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Paul Rudolph’s Shoreline Apartments are finally coming down in Buffalo

Brutalist Bulldozing

Paul Rudolph’s Shoreline Apartments are finally coming down in Buffalo

The Brutalist-style Shoreline Apartments by moderist architect Paul Rudolph will be razed over the next five months. Shown here: The complex under construction (Courtesy Paul Rudolph Heritage Foundation)

Paul Rudolph’s Brutalist Shoreline Apartments are finally under demolition in downtown Buffalo, New York after a three-year delay. A 2018 lawsuit filed in part by a resident had previously halted developer-owner Norstar Development from moving forward with razing the 9.5-acre site to make way for new affordable housing. 

Built in 1974, the 142-unit complex rose at a time when Rudolph was experimenting with various Brutalist-style designs for the Western New York city, including the still-standing Niagara Falls Public Library. For Shoreline, the New York State Urban Development Corporation (UDC) brought him in to create a large-scale urban renewal project with a school, community center, and ample green space scattered throughout the site. Rudolph’s ambitious plan—which was never fully realized because the UDC ran out of money—was on view in a 1970 exhibition called Works in Progress at the Museum of Modern Art.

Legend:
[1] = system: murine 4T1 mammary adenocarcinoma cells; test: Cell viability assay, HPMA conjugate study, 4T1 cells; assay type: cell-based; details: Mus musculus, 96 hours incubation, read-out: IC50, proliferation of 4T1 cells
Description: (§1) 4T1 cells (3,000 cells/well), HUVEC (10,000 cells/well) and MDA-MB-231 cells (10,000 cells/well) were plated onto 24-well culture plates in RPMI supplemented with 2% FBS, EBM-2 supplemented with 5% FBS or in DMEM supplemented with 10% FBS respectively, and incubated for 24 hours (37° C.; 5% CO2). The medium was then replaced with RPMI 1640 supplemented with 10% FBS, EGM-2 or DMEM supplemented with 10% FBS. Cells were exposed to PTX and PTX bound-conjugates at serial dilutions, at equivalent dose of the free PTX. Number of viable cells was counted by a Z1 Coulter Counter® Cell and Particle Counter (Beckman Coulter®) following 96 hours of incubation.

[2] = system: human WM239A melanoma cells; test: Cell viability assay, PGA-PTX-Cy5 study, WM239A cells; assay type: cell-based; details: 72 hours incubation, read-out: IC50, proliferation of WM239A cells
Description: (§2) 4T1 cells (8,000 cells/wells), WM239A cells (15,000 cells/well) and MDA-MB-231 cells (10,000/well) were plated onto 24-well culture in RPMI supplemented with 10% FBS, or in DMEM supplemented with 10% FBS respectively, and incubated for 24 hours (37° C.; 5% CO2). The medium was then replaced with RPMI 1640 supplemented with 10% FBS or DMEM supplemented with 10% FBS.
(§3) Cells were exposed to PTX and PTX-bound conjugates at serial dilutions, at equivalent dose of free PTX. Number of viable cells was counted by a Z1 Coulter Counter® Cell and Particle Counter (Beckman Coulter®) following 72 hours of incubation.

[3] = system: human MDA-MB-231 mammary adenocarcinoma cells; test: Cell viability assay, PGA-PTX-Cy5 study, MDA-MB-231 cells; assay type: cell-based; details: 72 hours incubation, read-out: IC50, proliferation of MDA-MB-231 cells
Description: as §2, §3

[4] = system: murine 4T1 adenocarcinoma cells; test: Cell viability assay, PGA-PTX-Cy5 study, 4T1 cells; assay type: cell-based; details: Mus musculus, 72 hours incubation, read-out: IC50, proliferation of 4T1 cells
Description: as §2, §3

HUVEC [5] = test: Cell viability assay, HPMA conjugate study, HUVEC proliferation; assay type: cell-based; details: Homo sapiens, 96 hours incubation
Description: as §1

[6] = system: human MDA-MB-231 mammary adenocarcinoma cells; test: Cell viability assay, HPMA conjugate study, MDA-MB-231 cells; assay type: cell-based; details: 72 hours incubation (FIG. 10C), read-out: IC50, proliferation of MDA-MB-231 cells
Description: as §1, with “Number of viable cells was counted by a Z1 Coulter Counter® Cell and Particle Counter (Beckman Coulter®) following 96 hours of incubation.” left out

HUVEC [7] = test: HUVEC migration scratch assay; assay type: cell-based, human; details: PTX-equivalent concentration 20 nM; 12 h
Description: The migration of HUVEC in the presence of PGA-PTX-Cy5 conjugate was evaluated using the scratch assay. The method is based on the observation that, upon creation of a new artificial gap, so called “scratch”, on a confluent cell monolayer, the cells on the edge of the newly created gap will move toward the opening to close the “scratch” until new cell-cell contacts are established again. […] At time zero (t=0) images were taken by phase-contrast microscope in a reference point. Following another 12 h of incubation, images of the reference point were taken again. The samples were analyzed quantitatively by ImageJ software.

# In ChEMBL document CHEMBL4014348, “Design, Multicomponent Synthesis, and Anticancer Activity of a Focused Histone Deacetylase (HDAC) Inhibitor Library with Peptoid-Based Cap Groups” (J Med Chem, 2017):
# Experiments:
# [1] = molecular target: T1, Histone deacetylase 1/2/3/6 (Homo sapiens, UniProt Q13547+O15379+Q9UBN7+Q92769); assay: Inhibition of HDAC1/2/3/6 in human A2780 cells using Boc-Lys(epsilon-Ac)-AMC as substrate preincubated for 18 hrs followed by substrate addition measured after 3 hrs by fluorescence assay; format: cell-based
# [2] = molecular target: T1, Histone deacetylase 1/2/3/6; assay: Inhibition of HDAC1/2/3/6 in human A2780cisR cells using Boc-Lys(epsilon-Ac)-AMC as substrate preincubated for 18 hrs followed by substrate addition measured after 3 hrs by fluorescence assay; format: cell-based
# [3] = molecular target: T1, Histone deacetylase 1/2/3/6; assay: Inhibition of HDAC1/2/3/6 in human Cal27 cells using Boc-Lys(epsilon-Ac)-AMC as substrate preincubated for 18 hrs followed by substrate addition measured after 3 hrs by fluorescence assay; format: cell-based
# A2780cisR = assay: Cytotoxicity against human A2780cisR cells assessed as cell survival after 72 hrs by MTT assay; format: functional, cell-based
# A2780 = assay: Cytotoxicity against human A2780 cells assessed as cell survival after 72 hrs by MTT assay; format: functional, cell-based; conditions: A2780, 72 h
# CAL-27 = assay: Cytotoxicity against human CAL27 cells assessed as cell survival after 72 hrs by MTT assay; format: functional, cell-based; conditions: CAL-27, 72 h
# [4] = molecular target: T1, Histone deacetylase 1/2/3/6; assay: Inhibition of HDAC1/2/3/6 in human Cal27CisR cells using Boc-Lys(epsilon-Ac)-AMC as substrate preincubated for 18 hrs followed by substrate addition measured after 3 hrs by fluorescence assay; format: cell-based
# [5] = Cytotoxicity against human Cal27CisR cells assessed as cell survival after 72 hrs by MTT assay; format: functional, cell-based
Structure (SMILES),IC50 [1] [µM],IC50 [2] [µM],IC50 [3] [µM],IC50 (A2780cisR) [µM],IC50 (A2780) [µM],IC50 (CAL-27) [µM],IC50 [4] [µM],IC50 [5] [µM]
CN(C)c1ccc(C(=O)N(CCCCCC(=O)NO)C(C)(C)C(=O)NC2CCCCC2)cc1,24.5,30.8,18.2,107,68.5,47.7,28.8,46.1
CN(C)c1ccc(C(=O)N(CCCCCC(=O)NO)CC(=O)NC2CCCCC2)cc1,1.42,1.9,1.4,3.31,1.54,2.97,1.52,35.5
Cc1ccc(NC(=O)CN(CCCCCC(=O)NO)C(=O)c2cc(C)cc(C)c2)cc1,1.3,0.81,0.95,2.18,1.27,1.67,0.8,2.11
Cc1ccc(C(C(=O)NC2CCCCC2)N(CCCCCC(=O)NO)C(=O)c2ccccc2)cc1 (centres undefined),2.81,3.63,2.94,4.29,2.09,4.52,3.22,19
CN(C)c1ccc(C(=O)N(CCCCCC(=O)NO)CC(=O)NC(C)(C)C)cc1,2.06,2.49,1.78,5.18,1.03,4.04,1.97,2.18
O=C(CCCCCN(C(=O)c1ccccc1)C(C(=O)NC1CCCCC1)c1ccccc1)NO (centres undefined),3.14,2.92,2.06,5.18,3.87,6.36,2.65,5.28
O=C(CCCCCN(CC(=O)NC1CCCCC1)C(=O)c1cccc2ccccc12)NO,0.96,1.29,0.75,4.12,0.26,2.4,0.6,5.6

Model of apartment complex surrounding marina
Model of the entire Shoreline Apartments complex before construction (Kelvin Dickinson/Flickr)

After just a few decades of use, the low-rise, ribbed concrete buildings, with their shed-style roofs and projecting balconies (reminiscent of Moshe Safdie’s Habitat 67), fell into disrepair as vacancies rose. The surrounding landscape, including the individual enclosed garden courts, were forgotten as people flocked further into Buffalo’s suburbs and away from high-density neighborhoods like Shoreline. Locals have been calling for the buildings’ demolition since the early 2000s, and the city worked up a deal with Norstar to configure an 18-building scheme in its place. 

View of apartment complex with gabled roofs
Built in 2017, the first set of units is reflective of future development at the site, which is expected to take two years. (Courtesy Norstar Apartments)

One round of demolitions occurred in 2015 after preservation groups failed to get the complex landmarked. A CityLab article from that same year profiled the remaining Shoreline resident, John Schmidt, who filed the lawsuit to stop Norstar’s plan. He noted that he loved living there, but he recognized how badly the building needed attention. Due to eventual poor management, he said, and a general distaste for Brutalist architecture at the start of the millennia, the legacy of Shoreline waned like many similar low-income housing projects from that era. 

Schmidt was evicted in January of 2018. Norstar has already completed construction on 48 new units on-site—replacing the first section of buildings that were demolished—but says it will take up to two years to build the entire complex.